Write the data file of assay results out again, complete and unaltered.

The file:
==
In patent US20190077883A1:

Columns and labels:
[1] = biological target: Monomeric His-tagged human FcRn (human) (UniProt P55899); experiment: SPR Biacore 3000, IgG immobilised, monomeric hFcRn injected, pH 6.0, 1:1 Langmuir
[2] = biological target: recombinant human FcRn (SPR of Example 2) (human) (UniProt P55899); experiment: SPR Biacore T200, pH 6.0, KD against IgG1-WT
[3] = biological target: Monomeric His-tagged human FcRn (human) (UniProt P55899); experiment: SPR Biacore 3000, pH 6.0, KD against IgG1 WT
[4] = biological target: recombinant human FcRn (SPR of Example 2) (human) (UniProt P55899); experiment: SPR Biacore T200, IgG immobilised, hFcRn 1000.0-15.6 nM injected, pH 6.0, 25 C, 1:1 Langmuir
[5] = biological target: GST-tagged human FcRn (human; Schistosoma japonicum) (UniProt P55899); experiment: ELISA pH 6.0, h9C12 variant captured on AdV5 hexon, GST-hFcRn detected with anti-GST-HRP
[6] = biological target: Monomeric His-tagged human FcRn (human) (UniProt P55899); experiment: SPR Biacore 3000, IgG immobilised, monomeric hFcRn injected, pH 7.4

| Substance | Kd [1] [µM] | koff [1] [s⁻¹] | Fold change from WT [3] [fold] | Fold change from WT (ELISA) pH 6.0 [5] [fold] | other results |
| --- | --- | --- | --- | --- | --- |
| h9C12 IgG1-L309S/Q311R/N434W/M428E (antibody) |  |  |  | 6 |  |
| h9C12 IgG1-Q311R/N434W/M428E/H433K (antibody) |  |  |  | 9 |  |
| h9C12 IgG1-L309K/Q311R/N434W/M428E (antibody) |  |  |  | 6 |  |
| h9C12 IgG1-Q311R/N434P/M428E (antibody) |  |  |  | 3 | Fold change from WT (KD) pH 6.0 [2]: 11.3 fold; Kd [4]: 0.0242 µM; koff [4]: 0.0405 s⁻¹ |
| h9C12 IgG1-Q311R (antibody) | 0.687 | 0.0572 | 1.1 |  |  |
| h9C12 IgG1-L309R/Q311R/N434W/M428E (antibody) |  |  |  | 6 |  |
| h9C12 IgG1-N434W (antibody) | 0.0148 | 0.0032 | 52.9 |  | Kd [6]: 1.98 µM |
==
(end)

In patent US20190077883A1:

Columns and labels:
[1] = biological target: Monomeric His-tagged human FcRn (human) (UniProt P55899); experiment: SPR Biacore 3000, IgG immobilised, monomeric hFcRn injected, pH 6.0, 1:1 Langmuir
[2] = biological target: recombinant human FcRn (SPR of Example 2) (human) (UniProt P55899); experiment: SPR Biacore T200, pH 6.0, KD against IgG1-WT
[3] = biological target: Monomeric His-tagged human FcRn (human) (UniProt P55899); experiment: SPR Biacore 3000, pH 6.0, KD against IgG1 WT
[4] = biological target: recombinant human FcRn (SPR of Example 2) (human) (UniProt P55899); experiment: SPR Biacore T200, IgG immobilised, hFcRn 1000.0-15.6 nM injected, pH 6.0, 25 C, 1:1 Langmuir
[5] = biological target: GST-tagged human FcRn (human; Schistosoma japonicum) (UniProt P55899); experiment: ELISA pH 6.0, h9C12 variant captured on AdV5 hexon, GST-hFcRn detected with anti-GST-HRP
[6] = biological target: Monomeric His-tagged human FcRn (human) (UniProt P55899); experiment: SPR Biacore 3000, IgG immobilised, monomeric hFcRn injected, pH 7.4

| Substance | Kd [1] [µM] | koff [1] [s⁻¹] | Fold change from WT [3] [fold] | Fold change from WT (ELISA) pH 6.0 [5] [fold] | other results |
| --- | --- | --- | --- | --- | --- |
| h9C12 IgG1-L309S/Q311R/N434W/M428E (antibody) |  |  |  | 6 |  |
| h9C12 IgG1-Q311R/N434W/M428E/H433K (antibody) |  |  |  | 9 |  |
| h9C12 IgG1-L309K/Q311R/N434W/M428E (antibody) |  |  |  | 6 |  |
| h9C12 IgG1-Q311R/N434P/M428E (antibody) |  |  |  | 3 | Fold change from WT (KD) pH 6.0 [2]: 11.3 fold; Kd [4]: 0.0242 µM; koff [4]: 0.0405 s⁻¹ |
| h9C12 IgG1-Q311R (antibody) | 0.687 | 0.0572 | 1.1 |  |  |
| h9C12 IgG1-L309R/Q311R/N434W/M428E (antibody) |  |  |  | 6 |  |
| h9C12 IgG1-N434W (antibody) | 0.0148 | 0.0032 | 52.9 |  | Kd [6]: 1.98 µM |